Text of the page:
Re: How often do you need to polar align a permanent mount?


Mike Shade
 

In SE Arizona at 5000' elevation, where we can have a pretty good heat cycle from day to night, I check and adjust polar alignment if needed once a year.  If there are any adjustments needed, they are small.  But remember metal can sag, fatigue, heat cycle, bolts can loosen up, fasteners can back off and so on.  I also go over all the fasteners on the OTA and make sure they are snug.  Generally in September after monsoon is over and prior to starting the new season.

 

Mike J. Shade

Mike J. Shade Photography:

mshadephotography.com

 

In War: Resolution

In Defeat: Defiance

In Victory: Magnanimity

In Peace: Goodwill

Sir Winston Churchill

Already, in the gathering dusk, a few of the stars are turning on their lights.

Vega, the brightest one, is now dropping towards the west.  Can it be half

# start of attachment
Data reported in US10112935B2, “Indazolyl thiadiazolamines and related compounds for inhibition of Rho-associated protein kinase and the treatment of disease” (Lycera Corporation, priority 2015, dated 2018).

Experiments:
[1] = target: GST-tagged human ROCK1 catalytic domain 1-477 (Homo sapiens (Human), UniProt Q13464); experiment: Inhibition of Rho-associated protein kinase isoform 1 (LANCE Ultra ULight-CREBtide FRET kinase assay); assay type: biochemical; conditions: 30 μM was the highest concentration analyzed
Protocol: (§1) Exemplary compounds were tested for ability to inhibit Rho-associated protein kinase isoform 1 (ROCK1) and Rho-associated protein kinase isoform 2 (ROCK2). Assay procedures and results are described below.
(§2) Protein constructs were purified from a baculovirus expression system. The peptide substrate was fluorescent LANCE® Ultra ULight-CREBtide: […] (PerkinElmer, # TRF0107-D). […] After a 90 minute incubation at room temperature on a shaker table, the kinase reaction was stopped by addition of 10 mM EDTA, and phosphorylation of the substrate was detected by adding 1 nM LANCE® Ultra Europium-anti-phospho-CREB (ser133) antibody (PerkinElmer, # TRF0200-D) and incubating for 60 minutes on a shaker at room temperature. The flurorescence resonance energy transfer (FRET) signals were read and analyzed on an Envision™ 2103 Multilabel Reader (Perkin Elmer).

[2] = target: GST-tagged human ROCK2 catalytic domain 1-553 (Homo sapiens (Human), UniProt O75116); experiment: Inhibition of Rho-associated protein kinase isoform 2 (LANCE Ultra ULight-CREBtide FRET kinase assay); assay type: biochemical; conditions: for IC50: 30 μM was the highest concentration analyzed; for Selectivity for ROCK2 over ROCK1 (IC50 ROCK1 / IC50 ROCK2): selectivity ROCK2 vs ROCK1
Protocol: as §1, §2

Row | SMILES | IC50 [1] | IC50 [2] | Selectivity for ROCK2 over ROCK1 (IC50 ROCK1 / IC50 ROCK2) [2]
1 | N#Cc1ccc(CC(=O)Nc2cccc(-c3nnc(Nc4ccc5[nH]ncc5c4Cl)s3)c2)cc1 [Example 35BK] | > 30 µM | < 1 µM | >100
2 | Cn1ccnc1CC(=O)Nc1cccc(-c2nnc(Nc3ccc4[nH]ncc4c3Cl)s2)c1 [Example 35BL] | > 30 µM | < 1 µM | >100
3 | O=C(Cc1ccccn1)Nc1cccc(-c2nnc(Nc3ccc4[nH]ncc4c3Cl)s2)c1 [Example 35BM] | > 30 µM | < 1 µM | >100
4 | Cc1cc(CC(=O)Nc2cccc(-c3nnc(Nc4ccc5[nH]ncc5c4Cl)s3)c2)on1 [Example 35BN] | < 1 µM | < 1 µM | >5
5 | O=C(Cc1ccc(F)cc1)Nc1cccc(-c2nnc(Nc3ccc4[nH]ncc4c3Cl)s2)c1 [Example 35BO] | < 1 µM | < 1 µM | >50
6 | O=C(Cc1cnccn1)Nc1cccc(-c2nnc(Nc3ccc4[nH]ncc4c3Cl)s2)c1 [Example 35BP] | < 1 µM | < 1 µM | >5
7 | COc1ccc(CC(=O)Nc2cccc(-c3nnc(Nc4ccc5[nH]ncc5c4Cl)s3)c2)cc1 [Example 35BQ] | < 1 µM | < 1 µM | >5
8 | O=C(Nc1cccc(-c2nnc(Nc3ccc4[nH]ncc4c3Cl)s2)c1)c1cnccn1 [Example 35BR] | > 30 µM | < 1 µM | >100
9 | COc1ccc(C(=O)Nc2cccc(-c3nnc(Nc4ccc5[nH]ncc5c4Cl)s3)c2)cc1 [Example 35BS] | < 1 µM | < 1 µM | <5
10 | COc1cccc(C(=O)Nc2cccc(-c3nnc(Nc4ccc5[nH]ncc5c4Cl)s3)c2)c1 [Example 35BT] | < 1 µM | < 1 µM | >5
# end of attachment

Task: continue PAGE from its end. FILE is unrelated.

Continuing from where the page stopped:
a year since I watched her April rising in the east?  Low in the southwest

Antares blinks a sad farwell to fall...

Leslie Peltier, Starlight Nights

 

International Dark Sky Association: www.darksky.org

 

From: main@ap-gto.groups.io [mailto:main@ap-gto.groups.io] On Behalf Of CurtisC via groups.io
Sent: Wednesday, November 04, 2020 9:14 PM
To: main@ap-gto.groups.io
Subject: Re: [ap-gto] How often do you need to polar align a permanent mount?

 

Picking up from Mr. Erickson's post -- Palomar Mountain is bounded by major faults on both the northeastern and southwestern sides of the block, and it is, of course, pretty close to the San Andreas and San Jacinto Fault Zones.  The foundation of the 200-inch has adjustments for polar alignment, but -- to my knowledge -- it has never been readjusted due to effects from an earthquake.  Nobody currently on staff remembers any such realignment.  The mm 7.2 Cucapah Earthquake in Baja Calif. in 2010 was strong enough to slosh water in the observatory's water tanks, but it didn't affect any of the telescopes.

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